Learning to Design: Authenticity, Negotiation,and Innovation*
, ANTHONY J. PETROSINO
and KENNETH R. DILLER
The University of New Mexico, Albuquerque NM 87131. E-mail: email@example.com
The University of Texas at Austin, 1 University Station D5700, Austin, TX 78712. E-mail: firstname.lastname@example.org
The University of Texas at Austin, 1 University Station D5700, Austin, TX 78712. E-mail: email@example.com
Engineering design is a collaborative and complex process, and our understanding of how to support student teams inlearning to design remains limited. By considering in-situ student design teams in a capstone biomedical engineeringcourse, we are a
orded the opportunity to contrast two versions of a non-sponsored project, then consider expertperceptionsoftheirlatersponsoreddesigns.Datafromtwocohortsofthecourseyieldcompellingcontrastsforauthenticdesignlearningexperiences.Wefoundthatanon-sponsoredredesignprojectledstudentstovaluescustomerneedsandtouse them to deﬁne the design problem, whereas in a kit-based version this did not occur. We also found that greaterperceived opportunities to negotiate one’s understanding within a team predicted more innovative team designs.
engineering design; innovation; expertise
In Educating the Engineer of 2020, a report for theNational Academy of Engineering, the neededattributesofengineersofthenearfutureareentailedasfollows:engineersneedtopossessstronganalyticskills, practical ingenuity, creativity, communica-tion, businessand management skills, professional-ism, leadership, high ethical standards, and belifelong learners . Furthermore, they will need‘something that cannot be described in a singleword. It involves dynamism, agility, resilience, andﬂexibility’ (p. 56). We view design activity to be acontext in which many of these characteristics areparticularly needed, and thus see design activity asintegral to engineering education. We present dataand analysis from two cohorts of a universitycapstone biomedical engineering design course.We conducted our research with student teamslearning to design. We investigate design skills,predicting that students’ learning of designerlyaspects of problem solving, (e.g., incorporatingcustomer needs), will depend upon the need topractice such skills. We hypothesize that learningto design involves acquiring and applying factualand conceptual knowledge but that doing so is notsu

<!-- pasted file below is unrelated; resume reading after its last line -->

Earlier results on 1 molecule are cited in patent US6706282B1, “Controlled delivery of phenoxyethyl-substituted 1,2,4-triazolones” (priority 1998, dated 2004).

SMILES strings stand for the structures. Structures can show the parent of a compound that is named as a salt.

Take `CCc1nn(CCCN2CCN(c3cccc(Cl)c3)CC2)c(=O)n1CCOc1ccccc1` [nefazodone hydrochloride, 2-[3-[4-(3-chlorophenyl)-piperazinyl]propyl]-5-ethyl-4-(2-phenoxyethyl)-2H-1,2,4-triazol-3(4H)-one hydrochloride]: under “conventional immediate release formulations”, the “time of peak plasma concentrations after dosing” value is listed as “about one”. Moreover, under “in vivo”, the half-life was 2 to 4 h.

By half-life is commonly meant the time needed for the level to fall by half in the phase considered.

cient to predict innovative design. Finally, weconsiderwhyteamdesigninparticularo
erspoten-tial for learning, predicting that when studentsperceive opportunities to collaborate and sharetheir ideas that they will tend to produce moreinnovative designs.We next frame thisstudybyconsidering researchon the development of expertise in general and indesign speciﬁcally, also considering aspects of col-laboration as they relate to problem solving anddeveloping expertise.Studies of engineering design have focused pri-marily on contrasting novice with intermediate orexpert designers or on categorizing design skills of experts. In most cases, these studies have occurredinisolation of other people, (though resources havebeen available during tasks), and the design taskshave been of limited duration (generally under twohours) . For instance, individual professionalengineers spent two hours designing an attachmentfor placing a certain bag onto a certain bike frame. Dorst  raised the issue of using such experi-mentaltasksforthestudyofdesign.Althoughthesetasksseemtowarrantthegenerationofataxonomyofdesignproblems,itisdi
culttoknowifthetasksthathavebeenthefocusofstudyarerepresentative,especially as most have occurred in laboratorysettings, not in design studio settings. Therefore,thereviewofresearchondesignmustbeconsideredsomewhat tentative in its bearing on extended teamdesign
.Thoughtherearesomewhoconsiderdesigntobemore art than method , many researchers havefounditfruitfultooperationalizedesignprocessasatype of problem solving. Jonassen  categorizedproblems by providing the dimensions of structure,complexity,anddomainspeciﬁcity.Well-structuredproblems involve the application of ﬁnite conceptsand rules in a predictive and prescriptive manner,such that the solutions are predictable. Ill-struc-tured problems
in life and require the inte-grationofvariousdomainsofknowledgeandskills.Ill-structured problems involve incorporating pre-ference or opinion while making judgments aboutunknown and uncertain elements, such that there
* Accepted 4 March 2012.
IJEE 2601 PROOFS
International Journal of Engineering Education
Vol. 28, No. 4, pp. 1–17, 2012 0949-149X/91 $3.00+0.00Printed in Great Britain
2012 TEMPUS Publications.